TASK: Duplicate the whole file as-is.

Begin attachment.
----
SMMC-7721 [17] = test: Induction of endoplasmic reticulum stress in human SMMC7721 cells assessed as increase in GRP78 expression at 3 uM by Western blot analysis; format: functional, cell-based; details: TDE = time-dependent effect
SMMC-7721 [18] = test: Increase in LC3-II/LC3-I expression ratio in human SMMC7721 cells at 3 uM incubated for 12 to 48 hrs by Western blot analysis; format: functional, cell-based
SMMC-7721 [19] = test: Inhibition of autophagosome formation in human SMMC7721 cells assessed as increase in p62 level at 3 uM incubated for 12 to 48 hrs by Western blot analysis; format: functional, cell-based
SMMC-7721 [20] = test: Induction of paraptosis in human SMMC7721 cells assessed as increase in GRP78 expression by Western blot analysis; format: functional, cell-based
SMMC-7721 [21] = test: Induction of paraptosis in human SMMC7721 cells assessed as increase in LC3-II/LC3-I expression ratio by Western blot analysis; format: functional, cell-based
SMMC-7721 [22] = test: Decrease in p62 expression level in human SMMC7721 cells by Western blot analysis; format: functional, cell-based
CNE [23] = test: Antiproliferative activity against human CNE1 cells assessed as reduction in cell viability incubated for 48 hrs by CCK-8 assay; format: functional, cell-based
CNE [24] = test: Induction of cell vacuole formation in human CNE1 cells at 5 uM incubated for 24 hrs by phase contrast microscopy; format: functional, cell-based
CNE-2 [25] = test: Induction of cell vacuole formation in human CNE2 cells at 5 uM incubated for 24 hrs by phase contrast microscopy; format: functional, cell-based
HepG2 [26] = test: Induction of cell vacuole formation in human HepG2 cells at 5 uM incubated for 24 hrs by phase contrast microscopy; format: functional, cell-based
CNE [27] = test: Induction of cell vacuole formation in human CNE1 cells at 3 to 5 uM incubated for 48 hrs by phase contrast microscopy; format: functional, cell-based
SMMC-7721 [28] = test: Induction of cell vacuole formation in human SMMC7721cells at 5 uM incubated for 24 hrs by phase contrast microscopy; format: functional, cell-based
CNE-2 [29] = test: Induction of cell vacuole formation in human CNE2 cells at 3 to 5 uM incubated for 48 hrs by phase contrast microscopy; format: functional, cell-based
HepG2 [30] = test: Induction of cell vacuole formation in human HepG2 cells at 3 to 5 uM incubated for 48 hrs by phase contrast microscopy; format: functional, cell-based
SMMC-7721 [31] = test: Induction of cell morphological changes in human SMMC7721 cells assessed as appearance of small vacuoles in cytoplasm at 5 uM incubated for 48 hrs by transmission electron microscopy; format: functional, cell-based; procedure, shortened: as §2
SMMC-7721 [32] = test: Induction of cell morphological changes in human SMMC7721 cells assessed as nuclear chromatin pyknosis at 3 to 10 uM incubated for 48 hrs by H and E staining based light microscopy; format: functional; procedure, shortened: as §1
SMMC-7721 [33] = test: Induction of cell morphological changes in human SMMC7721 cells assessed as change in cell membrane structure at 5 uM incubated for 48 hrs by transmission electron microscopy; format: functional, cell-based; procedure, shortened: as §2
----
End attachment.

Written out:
SMMC-7721 [17] = test: Induction of endoplasmic reticulum stress in human SMMC7721 cells assessed as increase in GRP78 expression at 3 uM by Western blot analysis; format: functional, cell-based; details: TDE = time-dependent effect
SMMC-7721 [18] = test: Increase in LC3-II/LC3-I expression ratio in human SMMC7721 cells at 3 uM incubated for 12 to 48 hrs by Western blot analysis; format: functional, cell-based
SMMC-7721 [19] = test: Inhibition of autophagosome formation in human SMMC7721 cells assessed as increase in p62 level at 3 uM incubated for 12 to 48 hrs by Western blot analysis; format: functional, cell-based
SMMC-7721 [20] = test: Induction of paraptosis in human SMMC7721 cells assessed as increase in GRP78 expression by Western blot analysis; format: functional, cell-based
SMMC-7721 [21] = test: Induction of paraptosis in human SMMC7721 cells assessed as increase in LC3-II/LC3-I expression ratio by Western blot analysis; format: functional, cell-based
SMMC-7721 [22] = test: Decrease in p62 expression level in human SMMC7721 cells by Western blot analysis; format: functional, cell-based
CNE [23] = test: Antiproliferative activity against human CNE1 cells assessed as reduction in cell viability incubated for 48 hrs by CCK-8 assay; format: functional, cell-based
CNE [24] = test: Induction of cell vacuole formation in human CNE1 cells at 5 uM incubated for 24 hrs by phase contrast microscopy; format: functional, cell-based
CNE-2 [25] = test: Induction of cell vacuole formation in human CNE2 cells at 5 uM incubated for 24 hrs by phase contrast microscopy; format: functional, cell-based
HepG2 [26] = test: Induction of cell vacuole formation in human HepG2 cells at 5 uM incubated for 24 hrs by phase contrast microscopy; format: functional, cell-based
CNE [27] = test: Induction of cell vacuole formation in human CNE1 cells at 3 to 5 uM incubated for 48 hrs by phase contrast microscopy; format: functional, cell-based
SMMC-7721 [28] = test: Induction of cell vacuole formation in human SMMC7721cells at 5 uM incubated for 24 hrs by phase contrast microscopy; format: functional, cell-based
CNE-2 [29] = test: Induction of cell vacuole formation in human CNE2 cells at 3 to 5 uM incubated for 48 hrs by phase contrast microscopy; format: functional, cell-based
HepG2 [30] = test: Induction of cell vacuole formation in human HepG2 cells at 3 to 5 uM incubated for 48 hrs by phase contrast microscopy; format: functional, cell-based
SMMC-7721 [31] = test: Induction of cell morphological changes in human SMMC7721 cells assessed as appearance of small vacuoles in cytoplasm at 5 uM incubated for 48 hrs by transmission electron microscopy; format: functional, cell-based; procedure, shortened: as §2
SMMC-7721 [32] = test: Induction of cell morphological changes in human SMMC7721 cells assessed as nuclear chromatin pyknosis at 3 to 10 uM incubated for 48 hrs by H and E staining based light microscopy; format: functional; procedure, shortened: as §1
SMMC-7721 [33] = test: Induction of cell morphological changes in human SMMC7721 cells assessed as change in cell membrane structure at 5 uM incubated for 48 hrs by transmission electron microscopy; format: functional, cell-based; procedure, shortened: as §2